In Fight Against Piracy, Mexico to Step up Gulf Coast Monitoring
Mexico will reinforce military surveillance along its gulf coast following recent incidents of piracy, President Andrés Manuel López Obrador (AMLO) said Thursday, Nov. 14.
“We are beginning to deal with that,” he said at his daily press conference “It’s a plan by the Naval Secretariat that will include control of the ports, all of the ports.”
The new measures aim to establish a naval base at the port of Dos Bocas in southeastern state of Tabasco in order to increase a military presence there.
According to local media, a ship sailing under the Italian flag was attacked by pirates in the Gulf of Mexico last week, leaving two sailors injured.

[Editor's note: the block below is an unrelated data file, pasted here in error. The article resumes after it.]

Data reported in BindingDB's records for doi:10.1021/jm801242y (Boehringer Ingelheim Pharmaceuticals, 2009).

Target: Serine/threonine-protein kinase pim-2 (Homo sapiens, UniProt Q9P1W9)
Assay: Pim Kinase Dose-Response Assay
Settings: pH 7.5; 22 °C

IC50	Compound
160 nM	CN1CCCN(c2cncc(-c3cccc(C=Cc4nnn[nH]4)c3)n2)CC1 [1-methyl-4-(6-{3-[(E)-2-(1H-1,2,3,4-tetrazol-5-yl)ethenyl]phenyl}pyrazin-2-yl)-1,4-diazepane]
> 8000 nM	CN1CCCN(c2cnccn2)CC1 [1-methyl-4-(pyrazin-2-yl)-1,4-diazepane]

In addition to piracy on the high seas, crime is on the rise along the country’s coasts, AMLO acknowledged.
The Mexican daily Excelsior reported on Wednesday, Nov. 13, that fishing communities in 16 of 17 coastal states are victims of organized crime, with fishermen being intimidated into paying up to 1,000 pesos a week to extortionists.
AMLO defended his strategy of fighting crime by attending to the country’s vulnerable youth so that they are not easily recruited by criminal rings.
“It’s the most effective way to deal with the problem of crime — the most efficient and the cheapest way, if you analyze it well, and most importantly, the most humane way,” he said.
The state-owned oil company Petróleos Mexicanos (Pemex) has reported an increase in recent years in theft at oil platforms, especially in the southern gulf’s Campeche Sound, with thieves stealing sophisticated machinery and even personal belongings that were later sold on the black market.